Modern national identities are based in the historical evolution and legitimacy of modern and sovereign nation states and nations, and the accompanying nationalist ideologies. Similarly, modern democratic institutions are built upon these foundations of modern nation-states. In the post-Cold War and globalizing world of the late 20th century, many thought that these modern nation-states, national identities and notions of sovereignty would fade away; they would be surpassed and replaced by post-sovereign or post-nationalist, cosmopolitan alternatives based in either religiously or secularly constructed belongings. Democracy would also flourish in tandem with these developments. Instead, the first two decades of the 21st century have increasingly witnessed growing popular reactions to globalization, the declining legitimacy and effectiveness of international institutions and of supranational entities such as the EU, and the retreat of democracy all over the world. We also observe the apparent revival of nationalism, populism, as well as regionalism throughout the world. At the same time, while faced with obstacles and challenges, economic and informational globalization continue and keep making the development of nations an increasingly interdependent and complex process.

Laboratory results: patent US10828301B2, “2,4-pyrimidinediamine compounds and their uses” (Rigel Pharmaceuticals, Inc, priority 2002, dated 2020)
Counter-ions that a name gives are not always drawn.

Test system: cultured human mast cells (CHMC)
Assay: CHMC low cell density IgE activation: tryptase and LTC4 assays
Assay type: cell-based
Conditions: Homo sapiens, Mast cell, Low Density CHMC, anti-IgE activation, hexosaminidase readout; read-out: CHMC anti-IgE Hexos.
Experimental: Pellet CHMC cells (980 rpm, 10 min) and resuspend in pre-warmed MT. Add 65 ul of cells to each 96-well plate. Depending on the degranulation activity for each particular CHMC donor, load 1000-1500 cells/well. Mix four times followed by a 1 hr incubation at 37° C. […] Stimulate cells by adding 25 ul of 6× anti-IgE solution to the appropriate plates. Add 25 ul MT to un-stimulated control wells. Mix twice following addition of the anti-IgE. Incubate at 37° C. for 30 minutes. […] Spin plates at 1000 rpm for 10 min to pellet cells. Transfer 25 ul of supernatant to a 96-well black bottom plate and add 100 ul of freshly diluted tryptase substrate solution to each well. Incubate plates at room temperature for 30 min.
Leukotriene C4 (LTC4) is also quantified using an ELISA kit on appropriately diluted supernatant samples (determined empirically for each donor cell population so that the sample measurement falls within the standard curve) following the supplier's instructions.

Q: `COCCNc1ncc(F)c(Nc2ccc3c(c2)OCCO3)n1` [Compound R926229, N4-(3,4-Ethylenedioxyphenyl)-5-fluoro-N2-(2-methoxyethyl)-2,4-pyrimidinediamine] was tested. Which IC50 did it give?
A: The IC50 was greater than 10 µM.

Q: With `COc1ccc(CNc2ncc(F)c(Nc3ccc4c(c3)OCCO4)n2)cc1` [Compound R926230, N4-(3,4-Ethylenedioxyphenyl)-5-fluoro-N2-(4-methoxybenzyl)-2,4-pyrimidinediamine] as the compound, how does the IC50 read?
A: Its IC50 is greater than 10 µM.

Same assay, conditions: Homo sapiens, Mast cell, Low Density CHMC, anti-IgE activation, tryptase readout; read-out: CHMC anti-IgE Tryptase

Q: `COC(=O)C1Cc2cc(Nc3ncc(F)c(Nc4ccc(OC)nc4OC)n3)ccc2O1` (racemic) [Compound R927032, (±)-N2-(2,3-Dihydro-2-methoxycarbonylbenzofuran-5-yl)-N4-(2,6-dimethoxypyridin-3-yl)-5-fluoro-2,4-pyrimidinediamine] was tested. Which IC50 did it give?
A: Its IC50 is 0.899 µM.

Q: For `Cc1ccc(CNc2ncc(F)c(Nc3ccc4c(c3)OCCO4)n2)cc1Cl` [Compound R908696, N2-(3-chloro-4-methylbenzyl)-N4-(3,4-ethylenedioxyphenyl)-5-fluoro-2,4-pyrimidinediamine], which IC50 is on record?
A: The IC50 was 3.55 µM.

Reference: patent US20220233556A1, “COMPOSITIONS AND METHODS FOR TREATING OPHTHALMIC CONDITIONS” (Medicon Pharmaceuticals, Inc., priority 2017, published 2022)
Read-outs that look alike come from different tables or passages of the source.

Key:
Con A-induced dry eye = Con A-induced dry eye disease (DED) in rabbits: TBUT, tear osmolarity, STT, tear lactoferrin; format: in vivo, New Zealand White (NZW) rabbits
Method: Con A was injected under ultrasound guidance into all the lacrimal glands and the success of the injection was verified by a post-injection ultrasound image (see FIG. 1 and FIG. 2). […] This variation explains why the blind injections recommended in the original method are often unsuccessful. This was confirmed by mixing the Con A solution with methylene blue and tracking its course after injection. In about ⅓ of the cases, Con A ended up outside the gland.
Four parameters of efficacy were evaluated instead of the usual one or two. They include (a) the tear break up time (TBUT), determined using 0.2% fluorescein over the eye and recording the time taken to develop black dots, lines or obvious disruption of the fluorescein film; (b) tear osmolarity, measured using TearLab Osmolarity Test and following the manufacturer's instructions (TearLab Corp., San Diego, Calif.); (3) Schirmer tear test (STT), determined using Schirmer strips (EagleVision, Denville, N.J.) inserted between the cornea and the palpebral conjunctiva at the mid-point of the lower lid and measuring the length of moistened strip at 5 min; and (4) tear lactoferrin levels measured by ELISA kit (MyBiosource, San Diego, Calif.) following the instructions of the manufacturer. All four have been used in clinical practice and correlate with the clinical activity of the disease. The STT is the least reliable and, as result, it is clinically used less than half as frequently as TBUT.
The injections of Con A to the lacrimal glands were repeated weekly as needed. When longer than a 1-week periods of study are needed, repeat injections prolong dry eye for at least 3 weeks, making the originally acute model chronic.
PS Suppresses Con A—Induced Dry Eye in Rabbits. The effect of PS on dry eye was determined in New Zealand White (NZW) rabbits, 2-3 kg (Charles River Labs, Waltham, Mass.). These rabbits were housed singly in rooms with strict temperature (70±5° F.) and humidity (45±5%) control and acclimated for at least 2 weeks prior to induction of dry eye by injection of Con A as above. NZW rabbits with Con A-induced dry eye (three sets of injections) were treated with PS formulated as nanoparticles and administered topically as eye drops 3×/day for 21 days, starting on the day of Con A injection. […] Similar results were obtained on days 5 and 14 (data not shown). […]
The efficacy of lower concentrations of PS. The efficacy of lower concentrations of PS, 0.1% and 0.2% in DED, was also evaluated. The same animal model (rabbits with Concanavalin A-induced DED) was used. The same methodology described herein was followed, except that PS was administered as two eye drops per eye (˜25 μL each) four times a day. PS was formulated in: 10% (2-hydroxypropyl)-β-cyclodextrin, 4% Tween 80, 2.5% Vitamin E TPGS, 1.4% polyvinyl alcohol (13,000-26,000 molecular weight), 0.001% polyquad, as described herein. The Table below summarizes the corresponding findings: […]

Murat Somer is an Associate Professor of Political Science and International Relations at Koç University, Istanbul, and an associate at the Weatherhead Center for International Affairs at Harvard University. His research on democratization, authoritarianism and hybrid regimes, ethnic conflicts, polarization, religious and secular politics, political Islam, and the Kurdish question have been published in books, book volumes and journals such as Comparative Political Studies, Democratization and Third World Quarterly. Somer holds a BA from Boğaziçi University in Istanbul and an MA and a PhD from the University of Southern California in Los Angeles. Among other visiting positions, he was a Mellon fellow at the University of Washington, Seattle, a Democracy and Development Fellow at Princeton University, and a Senior Visiting Scholar at Stockholm University, and he won awards such as a Sabancı-Brookings International Research Award in 2009 and the Sedat Simavi Social Sciences Prize in 2015. Dr. Somer is a frequent contributor to Turkish and international media.
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